Just sharing a little Christmas love. May your day be filled with beauty and the magic of the season.
You are cordially invited to explore the world within the glass. The only limits are your imagination and your willingness to believe in magic.
This hairy woodpecker is one of the few birds visiting my feeders this winter. I typically have hoards of birds devouring the food faster than I can keep up, but late this summer they all seemed to disappear. I thought it was because of abundant nuts and berries in the wild, but I a beginning to rethink that theory.
I have a pair of hairy woodpeckers, at least one male downy woodpecker, a couple of blue jays and an occasional chickadee visiting the feeders regularly. Other than that nothing seems to be interested in visiting.
I hope it changes soon as I really miss my feathered friends.
Today's photo is a male ruby throated hummingbird fluffing up his feathers while preening to clean and straighten his feathers. He does this to remove dust, debris and parasites and to keep all the feathers pointing in the right direction. This makes him more aerodynamic and makes flying easier.
Sometimes birds fluff up their feathers to keep warm. Fluffing the feathers traps air between the layers of feathers insulating their body from the cold.
This photo been digitally edited for an illustration in a storybook.
There is something about the first snow of the year that brings a little excitement to an otherwise boring fall. It isn't like we are ready for full-blown winter, yet — but blanketing a browning landscape with white is always an uplifting moment for me.
These photos are from my front deck on November 8, 2019. While the snow on the trees has melted, we still have a light coating on the lawn. The weather forecast promises another inch or two of snow on Monday and Tuesday, which means we may have started the official winter season here in Maine. I don't expect much snow until well into December, but it is possible the snow is here to stay until spring.
It's that time of year again when Maine is set ablaze with color as fall foliage dominates the landscape and becomes the focal point of photos.
A loon appears to enjoy the view.
Water reflections double the beauty of fall foliage.
Sometimes it is difficult to tell where the trees end and the water begins.
Purple asters add color to the landscape and provide food for hungry bees.
Today's image is delicate cosmos in the early morning light. These flowers are still in bloom here in Maine even though it is nearly October. Each morning I watch them sway in the breeze and secretly hope they will survive another day before the frost ultimately does them in.
These airy flowers lend themselves well to a variety of editing techniques. I love the shades of pink and the ferny foliage.
Today's photo is a pair of ruby throated hummingbirds investigating a vase of wildflowers. I would be remiss if I did not tell you that this is a composite. All the parts of the image are from my own photos, but the hummingbirds have been placed in the image.
I suspect this is the case with many of the spectacular photos you see online — or even in print — except the photographer/artist chooses not to reveal that truth. I'm not sure how I feel about that. On one hand it seems dishonest, but on the other hand the photographer/artist typically does not make a claim to the authenticity of the photo. It is simply inferred by the viewer.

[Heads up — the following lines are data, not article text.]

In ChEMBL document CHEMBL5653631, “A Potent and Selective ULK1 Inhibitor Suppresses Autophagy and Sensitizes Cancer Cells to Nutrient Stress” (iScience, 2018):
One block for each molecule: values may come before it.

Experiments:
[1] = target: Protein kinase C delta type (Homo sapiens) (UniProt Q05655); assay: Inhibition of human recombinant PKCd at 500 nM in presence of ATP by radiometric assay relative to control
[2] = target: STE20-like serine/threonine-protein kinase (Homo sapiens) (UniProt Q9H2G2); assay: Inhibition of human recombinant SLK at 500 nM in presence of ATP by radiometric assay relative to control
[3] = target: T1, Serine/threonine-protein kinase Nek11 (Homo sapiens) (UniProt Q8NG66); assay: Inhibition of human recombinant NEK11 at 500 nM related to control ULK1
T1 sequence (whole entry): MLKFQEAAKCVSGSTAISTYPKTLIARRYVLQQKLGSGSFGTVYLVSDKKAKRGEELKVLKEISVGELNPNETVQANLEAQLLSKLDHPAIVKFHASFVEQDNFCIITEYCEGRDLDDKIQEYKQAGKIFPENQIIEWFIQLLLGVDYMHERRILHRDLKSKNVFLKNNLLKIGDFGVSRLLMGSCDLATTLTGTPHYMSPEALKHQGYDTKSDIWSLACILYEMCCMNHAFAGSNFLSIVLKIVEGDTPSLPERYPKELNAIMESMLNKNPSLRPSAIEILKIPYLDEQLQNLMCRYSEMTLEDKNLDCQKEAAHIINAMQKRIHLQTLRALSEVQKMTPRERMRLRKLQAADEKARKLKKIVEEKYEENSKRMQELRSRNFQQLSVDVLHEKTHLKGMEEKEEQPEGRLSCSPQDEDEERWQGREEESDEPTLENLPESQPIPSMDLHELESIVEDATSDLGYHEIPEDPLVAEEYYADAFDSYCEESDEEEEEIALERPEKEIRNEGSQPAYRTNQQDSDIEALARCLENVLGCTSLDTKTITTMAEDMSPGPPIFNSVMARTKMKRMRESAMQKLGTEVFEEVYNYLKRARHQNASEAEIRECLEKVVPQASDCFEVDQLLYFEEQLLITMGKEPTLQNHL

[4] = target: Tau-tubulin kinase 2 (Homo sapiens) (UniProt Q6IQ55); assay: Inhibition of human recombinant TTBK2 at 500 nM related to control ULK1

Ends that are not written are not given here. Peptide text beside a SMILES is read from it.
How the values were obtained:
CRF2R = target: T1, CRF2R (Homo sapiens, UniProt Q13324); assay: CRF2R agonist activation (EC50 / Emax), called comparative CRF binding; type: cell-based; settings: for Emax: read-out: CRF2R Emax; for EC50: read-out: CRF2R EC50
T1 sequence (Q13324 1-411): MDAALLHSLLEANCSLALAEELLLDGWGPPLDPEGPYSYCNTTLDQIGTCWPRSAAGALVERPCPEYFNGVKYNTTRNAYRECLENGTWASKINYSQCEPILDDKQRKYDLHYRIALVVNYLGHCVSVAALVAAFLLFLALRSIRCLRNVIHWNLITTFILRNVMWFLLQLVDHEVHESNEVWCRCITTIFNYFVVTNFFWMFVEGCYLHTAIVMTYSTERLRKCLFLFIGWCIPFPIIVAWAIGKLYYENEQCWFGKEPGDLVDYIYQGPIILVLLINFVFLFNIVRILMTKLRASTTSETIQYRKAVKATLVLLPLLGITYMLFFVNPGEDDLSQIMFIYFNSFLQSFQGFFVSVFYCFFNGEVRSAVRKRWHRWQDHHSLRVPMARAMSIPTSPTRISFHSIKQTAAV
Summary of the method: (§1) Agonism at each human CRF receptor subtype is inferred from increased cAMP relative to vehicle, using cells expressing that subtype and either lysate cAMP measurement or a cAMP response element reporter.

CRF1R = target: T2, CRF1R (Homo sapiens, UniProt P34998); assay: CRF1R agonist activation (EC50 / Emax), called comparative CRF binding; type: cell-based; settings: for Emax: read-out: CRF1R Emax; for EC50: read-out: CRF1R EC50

With the host of tools available for editing digital photos today, I'm not sure where to draw the line anymore. Filters and presets can dramatically alter the appearance of a photo. Adding a radiant glow, softening the lines on the face in portrait photography or removing haze and other distractions in photos is widely accepted, as is using specialized lenses that create special effects.
Why then does it feel deceitful to create a beautiful image from multiple photos without disclosing it?
What do you think?
Fall is a great time for capturing images of insects. The cooler morning temperatures mean that insects are more lethargic and easier to photograph. These cold blooded creatures need the warmth of the sun for energy and can often be spotted perched on flowers in the morning sun. They may also be spotted under or on foliage. To get the best shots, aim for early morning when the rays of the sunlight highlight them, but before they have had time to become lively from the heat of the sun.
Bees and flying insects can often be found inside flowers where they have spent the night. I often discover bees under the leaves (or flowers) on coneflowers in the early morning. As an added plus, you just might capture insects covered in dew.
Dewdrops are one of my favorite subjects. Each one has its own unique beauty. This drop appealed to me because it looks like a delicate dipper filled with smaller drops. It is actually one large drop on the bottom and several small drops on the top of a tiny blade of grass.
I find late summer is the best time to capture dewdrops as the lawn is laden with them in early morning, but they linger for a while after the sun rises. In the heat of the summer, the dewdrops dry up quickly when touched by the morning sun.
If you want to try your hand at photographing dewdrops, get out the macro lens and head for the lawn or other grassy area in the early morning. Be prepared to change settings often as the light changes drastically from one spot to another. It is also best if the air is still. The slightest movement from the wind can knock a macro shot out of focus.